# PCB Heaven

## General Category => Analog discussion => Topic started by: Mercury on April 05, 2008, 12:37:43 PM

Title: Switching power supply
Post by: Mercury on April 05, 2008, 12:37:43 PM
I see everywhere the switching mode power supplies and all insist that the are much more efficient than the classic linear power supplies. I wonder if someone knows how the SMPS works. I mean the principal of their operation and why they are more efficient than the linear PSUs.

Thank you

Gab
Title: Re: Switching power supply
Post by: Andre on April 06, 2008, 14:00:06 PM
for example you have a power supply that uses 10 volts as input. if you connect a circuit that uses 1A@5 volts, there is a remaining power that goes out of the psu as heat. The efficiency is calculated by Pout/Pin. Pin=10W, Pout=5W, so the efficiency is 50%.

The SMPS uses another way. They store the remaining energy in inductors and capacitors. In the previous examle, in case of stepping down voltage, the connected circuit requires 5W. The psu does not take constantly 10W, but it takes 10W in average by switching on and off. The output is standard 5W as the capacitors and inductors keeps it alive. With this way, an efficiency of 80-95% can be achieved.

There are also step up SMPS. These can for example supply you of 15volts with an input of 10. This of course cannot be done with a linear psu.
Title: Re: Switching power supply
Post by: Mercury on April 06, 2008, 15:31:14 PM
thank you Andre
Title: Re: Switching power supply
Post by: SiEger on April 10, 2008, 20:53:01 PM
The computer PSUs are switching?
Title: Re: Switching power supply
Post by: kam on April 11, 2008, 00:27:12 AM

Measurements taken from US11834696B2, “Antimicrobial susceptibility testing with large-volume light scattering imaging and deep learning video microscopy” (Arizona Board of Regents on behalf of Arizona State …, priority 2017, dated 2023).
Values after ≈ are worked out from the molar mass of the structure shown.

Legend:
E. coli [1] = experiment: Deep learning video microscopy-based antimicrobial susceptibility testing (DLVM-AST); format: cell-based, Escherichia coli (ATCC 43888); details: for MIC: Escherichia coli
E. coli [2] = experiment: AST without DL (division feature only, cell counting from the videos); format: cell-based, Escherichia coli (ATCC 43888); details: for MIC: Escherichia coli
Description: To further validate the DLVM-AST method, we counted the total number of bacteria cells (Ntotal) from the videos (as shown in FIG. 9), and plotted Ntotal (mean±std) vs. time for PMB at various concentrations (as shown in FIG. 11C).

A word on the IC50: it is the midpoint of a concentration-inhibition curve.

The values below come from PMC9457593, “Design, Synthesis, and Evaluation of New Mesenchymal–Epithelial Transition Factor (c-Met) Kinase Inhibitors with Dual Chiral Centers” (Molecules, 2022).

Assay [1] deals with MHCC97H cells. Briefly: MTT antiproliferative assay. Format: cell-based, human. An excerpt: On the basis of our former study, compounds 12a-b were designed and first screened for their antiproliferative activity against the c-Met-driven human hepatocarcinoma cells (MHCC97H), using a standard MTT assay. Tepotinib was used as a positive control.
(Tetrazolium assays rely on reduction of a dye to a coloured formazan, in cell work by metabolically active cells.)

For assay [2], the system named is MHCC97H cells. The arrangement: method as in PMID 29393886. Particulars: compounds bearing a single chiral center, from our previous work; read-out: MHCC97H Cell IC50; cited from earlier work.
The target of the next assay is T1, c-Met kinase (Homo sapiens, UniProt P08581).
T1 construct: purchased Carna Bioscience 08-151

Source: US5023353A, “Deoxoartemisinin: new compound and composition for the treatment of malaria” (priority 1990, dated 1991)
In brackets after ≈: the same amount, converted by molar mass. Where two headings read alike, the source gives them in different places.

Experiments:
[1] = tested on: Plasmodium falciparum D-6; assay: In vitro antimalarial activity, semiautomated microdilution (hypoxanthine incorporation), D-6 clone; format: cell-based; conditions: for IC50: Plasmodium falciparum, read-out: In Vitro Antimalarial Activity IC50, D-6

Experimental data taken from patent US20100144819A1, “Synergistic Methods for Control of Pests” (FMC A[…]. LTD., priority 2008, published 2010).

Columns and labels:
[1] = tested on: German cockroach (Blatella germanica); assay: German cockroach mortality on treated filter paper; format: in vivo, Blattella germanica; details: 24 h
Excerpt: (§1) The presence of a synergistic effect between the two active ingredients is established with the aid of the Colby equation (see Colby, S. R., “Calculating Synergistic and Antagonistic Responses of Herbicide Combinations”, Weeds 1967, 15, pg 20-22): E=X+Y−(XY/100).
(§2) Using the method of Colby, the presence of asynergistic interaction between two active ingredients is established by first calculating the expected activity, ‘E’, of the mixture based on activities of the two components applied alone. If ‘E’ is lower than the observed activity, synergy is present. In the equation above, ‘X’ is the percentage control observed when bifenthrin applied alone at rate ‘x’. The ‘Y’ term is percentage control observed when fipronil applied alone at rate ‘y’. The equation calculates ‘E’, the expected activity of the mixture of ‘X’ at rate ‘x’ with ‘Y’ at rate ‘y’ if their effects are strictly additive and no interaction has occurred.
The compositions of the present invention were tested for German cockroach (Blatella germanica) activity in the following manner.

The computer PSUs are switching?

Yep. The new age psu are switching.
Title: Re: Switching power supply
Post by: Erkeli on April 12, 2008, 01:12:25 AM
In an SMPS the are several different topologies. The buck topology is where the input is greater than the output. The boost topology is used when you want the output to be higher than the input. The trade off is current output. This magic happens because of the way energy is stored in the inductor.

After you get comfortable with those topologies there are the CUK, FLYBACK, and the SEPIC topologies to get your arms around. The main differences are about input power (voltage and current) and output power(voltage and current). Always remember that you can't get something for nothing. In all the Switch Mode Power Supplies that you will ever see, besides all the ones that you won't, the ouput power will always be strictly less than the input power. With quick and dirty design you should be able to get 80% efficiency. With skillful and careful design you might get to 96%.
Title: Re: Switching power supply
Post by: Mercury on April 14, 2008, 18:53:56 PM
Thank you people! You really impress me in your forum!
Title: Re: Switching power supply
Post by: SiEger on June 05, 2008, 08:37:05 AM
Thank you people! You really impress me in your forum!

;) Lol mercury, are you friend of the admins?  ;D ;D ;D
Title: Re: Switching power supply
Post by: spic0m on June 05, 2008, 21:46:59 PM
You don't have to be friends as long he pays good money!  ;D  ;D  ;D
Title: Re: Switching power supply
Post by: kam on July 18, 2008, 16:52:11 PM
;) ;) ;)
Title: Re: Switching power supply
Post by: Mercury on August 06, 2008, 02:29:55 AM
Nooooooo it's not that much....  ;D ;D      :P :P :P :P :P :P :P
Title: Switching power supply
Post by: D.woorp on November 14, 2009, 07:48:56 AM
What does "Switching Power Supply" mean? Are they talking about the switch in the back that lets you decide what AC voltage to run it on or something else?
Thanks
Title: Re: Switching power supply
Post by: kam on November 14, 2009, 08:48:03 AM
What does "Switching Power Supply" mean? Are they talking about the switch in the back that lets you decide what AC voltage to run it on or something else?
Thanks

The switching power supply is a technique that allow power supplies to run much more efficient than the classic power supplies. Instead of regulating the voltage in a continuous line, it send PWM pulses. The more the duty cycle, the higher the voltage output. Read more in the PWM theory article (http://pcbheaven.com/wikipages/PWM_Modulation/), at section 4.1 Voltage and power control